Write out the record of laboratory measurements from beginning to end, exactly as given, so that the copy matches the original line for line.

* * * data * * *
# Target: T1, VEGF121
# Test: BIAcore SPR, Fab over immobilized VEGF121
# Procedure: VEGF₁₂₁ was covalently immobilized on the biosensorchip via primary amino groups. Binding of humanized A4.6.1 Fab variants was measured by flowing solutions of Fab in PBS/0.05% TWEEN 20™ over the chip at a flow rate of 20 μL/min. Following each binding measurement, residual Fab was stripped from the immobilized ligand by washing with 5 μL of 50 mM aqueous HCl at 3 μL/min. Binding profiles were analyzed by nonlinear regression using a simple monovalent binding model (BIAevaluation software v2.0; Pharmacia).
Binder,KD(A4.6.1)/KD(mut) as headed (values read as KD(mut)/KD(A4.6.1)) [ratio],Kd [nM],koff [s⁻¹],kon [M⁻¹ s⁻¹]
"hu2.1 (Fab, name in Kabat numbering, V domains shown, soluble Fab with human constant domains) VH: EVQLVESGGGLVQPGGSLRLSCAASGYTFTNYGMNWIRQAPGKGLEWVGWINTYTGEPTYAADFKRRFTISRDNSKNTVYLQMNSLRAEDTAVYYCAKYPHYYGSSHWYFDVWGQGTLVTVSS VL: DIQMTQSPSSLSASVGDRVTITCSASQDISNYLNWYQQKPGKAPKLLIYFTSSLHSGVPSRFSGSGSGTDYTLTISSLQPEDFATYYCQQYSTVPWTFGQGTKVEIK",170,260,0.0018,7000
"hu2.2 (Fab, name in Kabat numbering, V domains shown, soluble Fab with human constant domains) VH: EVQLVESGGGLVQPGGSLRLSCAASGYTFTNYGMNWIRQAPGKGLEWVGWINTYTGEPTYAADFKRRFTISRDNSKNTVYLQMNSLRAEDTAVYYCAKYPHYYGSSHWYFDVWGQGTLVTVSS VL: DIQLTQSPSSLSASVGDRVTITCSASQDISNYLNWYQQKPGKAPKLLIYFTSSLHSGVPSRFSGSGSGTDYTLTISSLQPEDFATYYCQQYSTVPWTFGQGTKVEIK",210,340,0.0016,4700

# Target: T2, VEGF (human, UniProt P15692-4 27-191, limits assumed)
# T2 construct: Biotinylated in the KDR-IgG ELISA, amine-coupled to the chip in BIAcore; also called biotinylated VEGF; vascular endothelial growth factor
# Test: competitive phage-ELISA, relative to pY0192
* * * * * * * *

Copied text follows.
# Target: T1, VEGF121
# Test: BIAcore SPR, Fab over immobilized VEGF121
# Procedure: VEGF₁₂₁ was covalently immobilized on the biosensorchip via primary amino groups. Binding of humanized A4.6.1 Fab variants was measured by flowing solutions of Fab in PBS/0.05% TWEEN 20™ over the chip at a flow rate of 20 μL/min. Following each binding measurement, residual Fab was stripped from the immobilized ligand by washing with 5 μL of 50 mM aqueous HCl at 3 μL/min. Binding profiles were analyzed by nonlinear regression using a simple monovalent binding model (BIAevaluation software v2.0; Pharmacia).
Binder,KD(A4.6.1)/KD(mut) as headed (values read as KD(mut)/KD(A4.6.1)) [ratio],Kd [nM],koff [s⁻¹],kon [M⁻¹ s⁻¹]
"hu2.1 (Fab, name in Kabat numbering, V domains shown, soluble Fab with human constant domains) VH: EVQLVESGGGLVQPGGSLRLSCAASGYTFTNYGMNWIRQAPGKGLEWVGWINTYTGEPTYAADFKRRFTISRDNSKNTVYLQMNSLRAEDTAVYYCAKYPHYYGSSHWYFDVWGQGTLVTVSS VL: DIQMTQSPSSLSASVGDRVTITCSASQDISNYLNWYQQKPGKAPKLLIYFTSSLHSGVPSRFSGSGSGTDYTLTISSLQPEDFATYYCQQYSTVPWTFGQGTKVEIK",170,260,0.0018,7000
"hu2.2 (Fab, name in Kabat numbering, V domains shown, soluble Fab with human constant domains) VH: EVQLVESGGGLVQPGGSLRLSCAASGYTFTNYGMNWIRQAPGKGLEWVGWINTYTGEPTYAADFKRRFTISRDNSKNTVYLQMNSLRAEDTAVYYCAKYPHYYGSSHWYFDVWGQGTLVTVSS VL: DIQLTQSPSSLSASVGDRVTITCSASQDISNYLNWYQQKPGKAPKLLIYFTSSLHSGVPSRFSGSGSGTDYTLTISSLQPEDFATYYCQQYSTVPWTFGQGTKVEIK",210,340,0.0016,4700

# Target: T2, VEGF (human, UniProt P15692-4 27-191, limits assumed)
# T2 construct: Biotinylated in the KDR-IgG ELISA, amine-coupled to the chip in BIAcore; also called biotinylated VEGF; vascular endothelial growth factor
# Test: competitive phage-ELISA, relative to pY0192